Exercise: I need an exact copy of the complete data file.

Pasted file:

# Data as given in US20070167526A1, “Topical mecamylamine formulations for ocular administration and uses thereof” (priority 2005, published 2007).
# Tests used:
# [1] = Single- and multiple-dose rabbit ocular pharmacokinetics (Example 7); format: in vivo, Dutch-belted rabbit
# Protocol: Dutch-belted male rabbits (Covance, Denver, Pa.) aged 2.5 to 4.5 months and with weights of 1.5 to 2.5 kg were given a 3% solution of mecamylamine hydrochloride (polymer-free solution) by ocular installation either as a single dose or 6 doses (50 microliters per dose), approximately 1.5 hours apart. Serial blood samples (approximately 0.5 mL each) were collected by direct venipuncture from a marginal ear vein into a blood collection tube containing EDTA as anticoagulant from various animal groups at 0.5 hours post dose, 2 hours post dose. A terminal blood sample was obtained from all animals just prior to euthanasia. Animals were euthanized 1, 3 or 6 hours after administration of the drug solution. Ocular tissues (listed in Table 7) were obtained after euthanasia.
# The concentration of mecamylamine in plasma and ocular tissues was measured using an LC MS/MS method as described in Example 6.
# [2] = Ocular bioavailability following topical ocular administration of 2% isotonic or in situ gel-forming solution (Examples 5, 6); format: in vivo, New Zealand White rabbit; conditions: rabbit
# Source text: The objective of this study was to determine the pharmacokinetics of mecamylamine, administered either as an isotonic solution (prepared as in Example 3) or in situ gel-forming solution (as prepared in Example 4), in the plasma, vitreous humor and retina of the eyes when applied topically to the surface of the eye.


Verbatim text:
# Data as given in US20070167526A1, “Topical mecamylamine formulations for ocular administration and uses thereof” (priority 2005, published 2007).
# Tests used:
# [1] = Single- and multiple-dose rabbit ocular pharmacokinetics (Example 7); format: in vivo, Dutch-belted rabbit
# Protocol: Dutch-belted male rabbits (Covance, Denver, Pa.) aged 2.5 to 4.5 months and with weights of 1.5 to 2.5 kg were given a 3% solution of mecamylamine hydrochloride (polymer-free solution) by ocular installation either as a single dose or 6 doses (50 microliters per dose), approximately 1.5 hours apart. Serial blood samples (approximately 0.5 mL each) were collected by direct venipuncture from a marginal ear vein into a blood collection tube containing EDTA as anticoagulant from various animal groups at 0.5 hours post dose, 2 hours post dose. A terminal blood sample was obtained from all animals just prior to euthanasia. Animals were euthanized 1, 3 or 6 hours after administration of the drug solution. Ocular tissues (listed in Table 7) were obtained after euthanasia.
# The concentration of mecamylamine in plasma and ocular tissues was measured using an LC MS/MS method as described in Example 6.
# [2] = Ocular bioavailability following topical ocular administration of 2% isotonic or in situ gel-forming solution (Examples 5, 6); format: in vivo, New Zealand White rabbit; conditions: rabbit
# Source text: The objective of this study was to determine the pharmacokinetics of mecamylamine, administered either as an isotonic solution (prepared as in Example 3) or in situ gel-forming solution (as prepared in Example 4), in the plasma, vitreous humor and retina of the eyes when applied topically to the surface of the eye.